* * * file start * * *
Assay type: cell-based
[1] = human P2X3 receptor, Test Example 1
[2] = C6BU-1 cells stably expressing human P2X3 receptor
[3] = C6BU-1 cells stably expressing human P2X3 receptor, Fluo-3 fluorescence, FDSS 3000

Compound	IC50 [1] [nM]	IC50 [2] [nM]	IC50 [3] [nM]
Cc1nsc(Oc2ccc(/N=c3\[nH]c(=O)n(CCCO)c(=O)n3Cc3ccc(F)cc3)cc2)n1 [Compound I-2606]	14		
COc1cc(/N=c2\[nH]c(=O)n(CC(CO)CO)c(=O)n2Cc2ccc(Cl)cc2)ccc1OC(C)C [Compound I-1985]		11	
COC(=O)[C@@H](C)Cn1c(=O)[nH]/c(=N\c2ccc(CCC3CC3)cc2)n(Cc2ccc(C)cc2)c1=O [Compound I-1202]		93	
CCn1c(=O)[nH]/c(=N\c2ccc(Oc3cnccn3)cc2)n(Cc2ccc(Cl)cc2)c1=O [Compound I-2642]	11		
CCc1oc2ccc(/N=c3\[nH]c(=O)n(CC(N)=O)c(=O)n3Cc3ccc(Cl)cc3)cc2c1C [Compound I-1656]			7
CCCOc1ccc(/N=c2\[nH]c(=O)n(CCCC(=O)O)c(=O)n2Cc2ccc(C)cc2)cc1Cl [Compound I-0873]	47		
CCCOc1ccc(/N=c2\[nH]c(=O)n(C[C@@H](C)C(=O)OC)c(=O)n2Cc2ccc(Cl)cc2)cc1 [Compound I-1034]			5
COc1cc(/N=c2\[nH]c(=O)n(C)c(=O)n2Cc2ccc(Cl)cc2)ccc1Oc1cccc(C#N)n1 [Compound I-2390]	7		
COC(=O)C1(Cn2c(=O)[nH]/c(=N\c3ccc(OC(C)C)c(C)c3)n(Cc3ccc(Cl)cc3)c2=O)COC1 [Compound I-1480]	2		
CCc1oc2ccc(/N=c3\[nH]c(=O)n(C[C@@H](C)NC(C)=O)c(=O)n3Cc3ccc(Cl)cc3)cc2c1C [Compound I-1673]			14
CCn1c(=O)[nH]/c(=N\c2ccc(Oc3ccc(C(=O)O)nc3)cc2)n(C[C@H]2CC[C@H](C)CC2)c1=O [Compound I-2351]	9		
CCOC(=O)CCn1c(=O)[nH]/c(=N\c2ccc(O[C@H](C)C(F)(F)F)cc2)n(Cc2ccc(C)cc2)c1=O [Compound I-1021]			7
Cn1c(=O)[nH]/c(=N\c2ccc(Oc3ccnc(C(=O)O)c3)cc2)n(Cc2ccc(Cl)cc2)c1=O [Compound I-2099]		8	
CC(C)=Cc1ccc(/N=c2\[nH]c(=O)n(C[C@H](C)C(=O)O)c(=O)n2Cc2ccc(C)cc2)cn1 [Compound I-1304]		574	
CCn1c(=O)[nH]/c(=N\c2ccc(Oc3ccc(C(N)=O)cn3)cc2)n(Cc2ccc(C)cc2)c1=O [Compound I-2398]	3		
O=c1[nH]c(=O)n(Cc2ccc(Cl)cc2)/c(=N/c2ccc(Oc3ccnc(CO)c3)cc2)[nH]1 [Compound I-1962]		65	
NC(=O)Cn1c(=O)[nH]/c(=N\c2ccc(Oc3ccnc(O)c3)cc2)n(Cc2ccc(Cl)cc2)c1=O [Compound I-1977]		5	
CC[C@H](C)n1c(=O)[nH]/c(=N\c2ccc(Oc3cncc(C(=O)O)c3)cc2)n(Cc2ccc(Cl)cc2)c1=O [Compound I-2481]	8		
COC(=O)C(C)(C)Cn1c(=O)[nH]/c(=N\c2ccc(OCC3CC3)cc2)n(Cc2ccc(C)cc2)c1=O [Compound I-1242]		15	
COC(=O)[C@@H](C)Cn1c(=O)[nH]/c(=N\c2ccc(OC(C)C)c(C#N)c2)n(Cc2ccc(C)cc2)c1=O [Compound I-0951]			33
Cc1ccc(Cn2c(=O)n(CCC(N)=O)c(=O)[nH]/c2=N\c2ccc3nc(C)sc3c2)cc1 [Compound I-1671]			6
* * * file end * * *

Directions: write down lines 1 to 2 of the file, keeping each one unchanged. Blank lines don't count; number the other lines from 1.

Assay type: cell-based
[1] = human P2X3 receptor, Test Example 1